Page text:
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Tillabooks: Will's Book Blog

Thursday, September 29, 2005

The Blessing Way by Tony Hillerman

The Blessing Way by Tony Hillerman. New York: Harper Paperbacks, 1990. Originally copyright, 1970. No ISBN listed.

This is at least the second, perhaps the third time I've read The Blessing Way. Tony Hillerman's mysteries, especially those set in the Navajo country, are worth reading and re-reading. The trick is to leave several years in between each reading, by which time the specific details will no longer be fresh in your mind, and it's almost as good the second time around as before.

And this is the very first of the Joe Leaphorn mysteries. Leaphorn is an officer of the Navajo Tribal Police. In these early stories, especially, Hillerman makes wonderful use of Native American “ethnological material” as he calls it in a brief author's acknowledgment. “The Blessing Way” is the name of a traditional Navajo “sing,” or healing ritual involving sand painting, singing, chanting, and other ceremonial rituals. But is is also a description of the way a true Navajo will live, with his or her life in harmony with all around, whether other people, animals, the land and the environment itself.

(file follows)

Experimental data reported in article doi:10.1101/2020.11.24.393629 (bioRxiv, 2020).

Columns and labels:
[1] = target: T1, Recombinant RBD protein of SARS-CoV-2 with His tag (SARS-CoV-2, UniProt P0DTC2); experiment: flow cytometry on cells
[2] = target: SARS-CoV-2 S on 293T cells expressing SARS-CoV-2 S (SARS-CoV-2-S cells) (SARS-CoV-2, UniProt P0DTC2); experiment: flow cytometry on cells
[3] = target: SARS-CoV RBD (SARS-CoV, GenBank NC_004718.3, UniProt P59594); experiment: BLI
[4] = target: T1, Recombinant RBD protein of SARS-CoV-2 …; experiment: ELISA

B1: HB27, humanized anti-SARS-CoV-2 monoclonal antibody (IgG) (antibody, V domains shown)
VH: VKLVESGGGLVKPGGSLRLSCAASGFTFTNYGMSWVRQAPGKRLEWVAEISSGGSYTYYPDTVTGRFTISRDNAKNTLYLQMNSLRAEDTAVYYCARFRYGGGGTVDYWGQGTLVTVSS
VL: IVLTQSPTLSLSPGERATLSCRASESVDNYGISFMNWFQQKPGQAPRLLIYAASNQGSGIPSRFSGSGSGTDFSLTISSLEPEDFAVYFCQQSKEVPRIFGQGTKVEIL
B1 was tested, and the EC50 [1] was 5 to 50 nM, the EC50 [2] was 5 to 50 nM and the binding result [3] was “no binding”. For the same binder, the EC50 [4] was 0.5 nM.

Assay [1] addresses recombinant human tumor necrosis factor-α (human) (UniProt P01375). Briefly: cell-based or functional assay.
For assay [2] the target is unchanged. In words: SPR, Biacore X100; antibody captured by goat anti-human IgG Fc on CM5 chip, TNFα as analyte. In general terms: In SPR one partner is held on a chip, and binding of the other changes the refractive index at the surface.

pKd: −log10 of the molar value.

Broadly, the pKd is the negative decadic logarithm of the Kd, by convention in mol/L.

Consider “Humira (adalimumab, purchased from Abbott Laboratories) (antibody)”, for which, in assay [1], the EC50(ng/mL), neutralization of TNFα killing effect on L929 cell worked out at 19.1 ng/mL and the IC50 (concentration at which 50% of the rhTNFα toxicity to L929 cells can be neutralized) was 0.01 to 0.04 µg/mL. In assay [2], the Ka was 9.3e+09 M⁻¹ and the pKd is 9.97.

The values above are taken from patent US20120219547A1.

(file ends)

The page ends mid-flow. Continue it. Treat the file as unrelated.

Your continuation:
When things get out of harmony, traditional Navajo belief can attribute problems to witchcraft, and in this story we have someone taking advantage of that belief. While I wouldn't go quite as far as Ursula LeGuin, who is quoted as saying, “The only mysteries I read are Hillerman's,” I do come close. There are only a handful of mystery authors whose work I look forward to and read automatically, and to whose books I come back again and again. Hillerman is definitely one of them. Highly recommended.


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